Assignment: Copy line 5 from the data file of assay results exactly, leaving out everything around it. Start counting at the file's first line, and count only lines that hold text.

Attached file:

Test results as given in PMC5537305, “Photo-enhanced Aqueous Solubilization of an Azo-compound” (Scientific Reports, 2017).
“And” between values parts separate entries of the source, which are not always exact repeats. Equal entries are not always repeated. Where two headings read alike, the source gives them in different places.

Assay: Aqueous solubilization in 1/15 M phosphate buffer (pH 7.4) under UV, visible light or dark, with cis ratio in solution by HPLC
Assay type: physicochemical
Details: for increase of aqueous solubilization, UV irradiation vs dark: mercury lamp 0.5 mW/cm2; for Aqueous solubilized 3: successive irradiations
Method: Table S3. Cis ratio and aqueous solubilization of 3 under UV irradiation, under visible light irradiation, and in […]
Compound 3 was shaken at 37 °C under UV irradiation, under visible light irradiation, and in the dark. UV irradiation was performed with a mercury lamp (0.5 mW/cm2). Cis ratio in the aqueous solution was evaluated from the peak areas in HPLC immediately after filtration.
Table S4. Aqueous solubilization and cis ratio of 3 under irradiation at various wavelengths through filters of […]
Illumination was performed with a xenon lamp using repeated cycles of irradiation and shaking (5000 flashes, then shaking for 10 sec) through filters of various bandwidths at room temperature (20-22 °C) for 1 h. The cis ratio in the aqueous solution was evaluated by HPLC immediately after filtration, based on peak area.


Details: for increase of aqueous solubilization, UV irradiation vs dark: mercury lamp 0.5 mW/cm2; for Aqueous solubilized 3: successive irradiations